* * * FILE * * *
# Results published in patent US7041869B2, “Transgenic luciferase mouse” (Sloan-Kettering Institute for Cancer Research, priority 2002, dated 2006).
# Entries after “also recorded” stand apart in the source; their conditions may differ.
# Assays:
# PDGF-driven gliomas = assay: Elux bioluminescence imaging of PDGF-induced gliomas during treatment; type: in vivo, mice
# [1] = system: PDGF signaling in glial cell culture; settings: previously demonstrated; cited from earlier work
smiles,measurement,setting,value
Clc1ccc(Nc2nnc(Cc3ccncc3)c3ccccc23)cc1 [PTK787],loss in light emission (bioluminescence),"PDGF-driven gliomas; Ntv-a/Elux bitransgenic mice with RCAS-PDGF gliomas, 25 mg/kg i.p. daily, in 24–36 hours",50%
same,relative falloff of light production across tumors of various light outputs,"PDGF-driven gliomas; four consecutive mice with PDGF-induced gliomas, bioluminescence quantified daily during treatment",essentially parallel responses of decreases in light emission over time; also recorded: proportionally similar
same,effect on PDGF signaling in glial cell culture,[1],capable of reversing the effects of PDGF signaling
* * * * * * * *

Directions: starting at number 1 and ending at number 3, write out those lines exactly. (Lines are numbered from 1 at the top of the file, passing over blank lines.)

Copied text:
# Results published in patent US7041869B2, “Transgenic luciferase mouse” (Sloan-Kettering Institute for Cancer Research, priority 2002, dated 2006).
# Entries after “also recorded” stand apart in the source; their conditions may differ.
# Assays: